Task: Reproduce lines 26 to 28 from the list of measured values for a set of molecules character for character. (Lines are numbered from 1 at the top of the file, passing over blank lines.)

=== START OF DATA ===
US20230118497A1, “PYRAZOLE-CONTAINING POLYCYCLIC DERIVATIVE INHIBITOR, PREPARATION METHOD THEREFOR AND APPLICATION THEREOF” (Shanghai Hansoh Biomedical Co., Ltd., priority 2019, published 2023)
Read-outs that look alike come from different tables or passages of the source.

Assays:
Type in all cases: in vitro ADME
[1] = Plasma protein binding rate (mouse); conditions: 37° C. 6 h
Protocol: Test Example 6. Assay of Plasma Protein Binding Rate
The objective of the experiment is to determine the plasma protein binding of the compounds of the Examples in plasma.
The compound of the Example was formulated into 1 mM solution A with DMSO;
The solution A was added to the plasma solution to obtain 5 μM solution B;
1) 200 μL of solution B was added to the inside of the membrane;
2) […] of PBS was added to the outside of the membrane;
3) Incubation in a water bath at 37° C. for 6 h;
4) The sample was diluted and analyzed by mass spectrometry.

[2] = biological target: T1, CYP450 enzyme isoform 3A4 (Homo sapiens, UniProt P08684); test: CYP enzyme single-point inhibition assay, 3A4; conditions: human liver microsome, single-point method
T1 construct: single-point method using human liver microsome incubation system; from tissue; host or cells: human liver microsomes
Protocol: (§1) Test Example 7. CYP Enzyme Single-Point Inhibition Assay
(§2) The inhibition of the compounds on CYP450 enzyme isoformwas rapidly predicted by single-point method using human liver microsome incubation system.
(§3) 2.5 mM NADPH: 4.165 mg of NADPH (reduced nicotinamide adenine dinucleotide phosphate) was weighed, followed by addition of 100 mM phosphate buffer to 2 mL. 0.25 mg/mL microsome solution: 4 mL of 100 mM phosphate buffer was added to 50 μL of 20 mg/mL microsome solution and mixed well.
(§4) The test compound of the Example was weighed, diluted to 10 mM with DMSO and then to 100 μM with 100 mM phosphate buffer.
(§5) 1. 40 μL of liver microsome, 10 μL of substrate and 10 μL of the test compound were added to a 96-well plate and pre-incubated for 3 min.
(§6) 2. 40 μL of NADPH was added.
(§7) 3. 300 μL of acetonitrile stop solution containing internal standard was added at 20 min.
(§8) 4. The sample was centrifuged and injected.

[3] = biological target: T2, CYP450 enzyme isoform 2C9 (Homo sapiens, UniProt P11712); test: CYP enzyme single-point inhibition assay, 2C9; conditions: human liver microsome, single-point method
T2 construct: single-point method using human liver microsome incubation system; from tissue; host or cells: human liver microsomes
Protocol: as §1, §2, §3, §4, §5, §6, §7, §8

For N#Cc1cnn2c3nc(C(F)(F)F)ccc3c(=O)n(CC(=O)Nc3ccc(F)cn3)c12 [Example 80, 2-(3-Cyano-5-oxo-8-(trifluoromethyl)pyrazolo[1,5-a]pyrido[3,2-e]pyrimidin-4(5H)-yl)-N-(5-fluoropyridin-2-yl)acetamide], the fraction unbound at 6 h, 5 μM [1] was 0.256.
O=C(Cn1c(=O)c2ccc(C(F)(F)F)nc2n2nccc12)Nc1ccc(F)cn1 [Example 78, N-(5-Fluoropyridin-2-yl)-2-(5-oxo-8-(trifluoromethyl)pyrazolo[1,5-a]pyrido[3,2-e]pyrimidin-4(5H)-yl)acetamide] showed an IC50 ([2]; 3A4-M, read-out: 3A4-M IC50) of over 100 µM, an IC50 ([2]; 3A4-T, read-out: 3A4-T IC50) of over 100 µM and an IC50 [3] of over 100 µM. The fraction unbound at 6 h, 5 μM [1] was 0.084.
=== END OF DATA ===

Protocol: as §1, §2, §3, §4, §5, §6, §7, §8

For N#Cc1cnn2c3nc(C(F)(F)F)ccc3c(=O)n(CC(=O)Nc3ccc(F)cn3)c12 [Example 80, 2-(3-Cyano-5-oxo-8-(trifluoromethyl)pyrazolo[1,5-a]pyrido[3,2-e]pyrimidin-4(5H)-yl)-N-(5-fluoropyridin-2-yl)acetamide], the fraction unbound at 6 h, 5 μM [1] was 0.256.
O=C(Cn1c(=O)c2ccc(C(F)(F)F)nc2n2nccc12)Nc1ccc(F)cn1 [Example 78, N-(5-Fluoropyridin-2-yl)-2-(5-oxo-8-(trifluoromethyl)pyrazolo[1,5-a]pyrido[3,2-e]pyrimidin-4(5H)-yl)acetamide] showed an IC50 ([2]; 3A4-M, read-out: 3A4-M IC50) of over 100 µM, an IC50 ([2]; 3A4-T, read-out: 3A4-T IC50) of over 100 µM and an IC50 [3] of over 100 µM. The fraction unbound at 6 h, 5 μM [1] was 0.084.